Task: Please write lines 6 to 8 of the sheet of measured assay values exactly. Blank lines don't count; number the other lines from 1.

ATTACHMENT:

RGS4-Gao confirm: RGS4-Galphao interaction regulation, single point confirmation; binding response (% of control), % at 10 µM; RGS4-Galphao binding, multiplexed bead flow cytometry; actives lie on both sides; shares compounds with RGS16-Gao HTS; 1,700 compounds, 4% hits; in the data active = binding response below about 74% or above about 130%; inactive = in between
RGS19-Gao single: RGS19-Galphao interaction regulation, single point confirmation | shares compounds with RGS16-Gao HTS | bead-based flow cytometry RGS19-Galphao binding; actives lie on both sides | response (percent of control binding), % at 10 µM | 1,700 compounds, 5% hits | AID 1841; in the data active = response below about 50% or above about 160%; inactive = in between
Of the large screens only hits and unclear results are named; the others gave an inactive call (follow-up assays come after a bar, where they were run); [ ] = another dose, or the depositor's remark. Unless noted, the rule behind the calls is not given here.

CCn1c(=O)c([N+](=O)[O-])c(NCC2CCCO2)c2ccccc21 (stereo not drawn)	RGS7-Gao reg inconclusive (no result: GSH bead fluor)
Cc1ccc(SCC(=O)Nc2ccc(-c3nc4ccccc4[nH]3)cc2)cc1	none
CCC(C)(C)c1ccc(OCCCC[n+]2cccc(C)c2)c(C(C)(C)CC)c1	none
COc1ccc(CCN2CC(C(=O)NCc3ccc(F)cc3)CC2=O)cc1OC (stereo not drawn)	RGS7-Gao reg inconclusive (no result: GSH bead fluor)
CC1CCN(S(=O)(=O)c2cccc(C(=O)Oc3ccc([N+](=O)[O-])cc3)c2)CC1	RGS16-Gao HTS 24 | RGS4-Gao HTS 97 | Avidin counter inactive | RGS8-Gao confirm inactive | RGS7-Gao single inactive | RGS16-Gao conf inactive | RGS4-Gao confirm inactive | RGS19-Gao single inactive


CCC(C)(C)c1ccc(OCCCC[n+]2cccc(C)c2)c(C(C)(C)CC)c1	none
COc1ccc(CCN2CC(C(=O)NCc3ccc(F)cc3)CC2=O)cc1OC (stereo not drawn)	RGS7-Gao reg inconclusive (no result: GSH bead fluor)
CC1CCN(S(=O)(=O)c2cccc(C(=O)Oc3ccc([N+](=O)[O-])cc3)c2)CC1	RGS16-Gao HTS 24 | RGS4-Gao HTS 97 | Avidin counter inactive | RGS8-Gao confirm inactive | RGS7-Gao single inactive | RGS16-Gao conf inactive | RGS4-Gao confirm inactive | RGS19-Gao single inactive